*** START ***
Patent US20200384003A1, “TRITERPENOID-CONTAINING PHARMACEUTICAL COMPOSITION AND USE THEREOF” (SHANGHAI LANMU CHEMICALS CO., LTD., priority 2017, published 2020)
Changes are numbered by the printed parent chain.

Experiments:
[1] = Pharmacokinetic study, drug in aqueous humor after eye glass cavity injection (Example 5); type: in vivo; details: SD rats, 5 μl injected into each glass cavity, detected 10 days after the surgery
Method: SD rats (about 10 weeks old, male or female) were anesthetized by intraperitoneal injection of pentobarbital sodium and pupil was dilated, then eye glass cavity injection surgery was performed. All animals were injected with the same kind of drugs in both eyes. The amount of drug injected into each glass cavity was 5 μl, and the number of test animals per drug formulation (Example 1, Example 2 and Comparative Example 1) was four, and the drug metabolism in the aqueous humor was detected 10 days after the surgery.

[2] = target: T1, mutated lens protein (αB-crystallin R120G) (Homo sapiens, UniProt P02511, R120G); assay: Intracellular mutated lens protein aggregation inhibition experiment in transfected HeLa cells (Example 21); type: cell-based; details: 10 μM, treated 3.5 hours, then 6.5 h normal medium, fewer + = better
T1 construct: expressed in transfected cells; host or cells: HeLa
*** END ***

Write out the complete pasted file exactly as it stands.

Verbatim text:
Patent US20200384003A1, “TRITERPENOID-CONTAINING PHARMACEUTICAL COMPOSITION AND USE THEREOF” (SHANGHAI LANMU CHEMICALS CO., LTD., priority 2017, published 2020)
Changes are numbered by the printed parent chain.

Experiments:
[1] = Pharmacokinetic study, drug in aqueous humor after eye glass cavity injection (Example 5); type: in vivo; details: SD rats, 5 μl injected into each glass cavity, detected 10 days after the surgery
Method: SD rats (about 10 weeks old, male or female) were anesthetized by intraperitoneal injection of pentobarbital sodium and pupil was dilated, then eye glass cavity injection surgery was performed. All animals were injected with the same kind of drugs in both eyes. The amount of drug injected into each glass cavity was 5 μl, and the number of test animals per drug formulation (Example 1, Example 2 and Comparative Example 1) was four, and the drug metabolism in the aqueous humor was detected 10 days after the surgery.

[2] = target: T1, mutated lens protein (αB-crystallin R120G) (Homo sapiens, UniProt P02511, R120G); assay: Intracellular mutated lens protein aggregation inhibition experiment in transfected HeLa cells (Example 21); type: cell-based; details: 10 μM, treated 3.5 hours, then 6.5 h normal medium, fewer + = better
T1 construct: expressed in transfected cells; host or cells: HeLa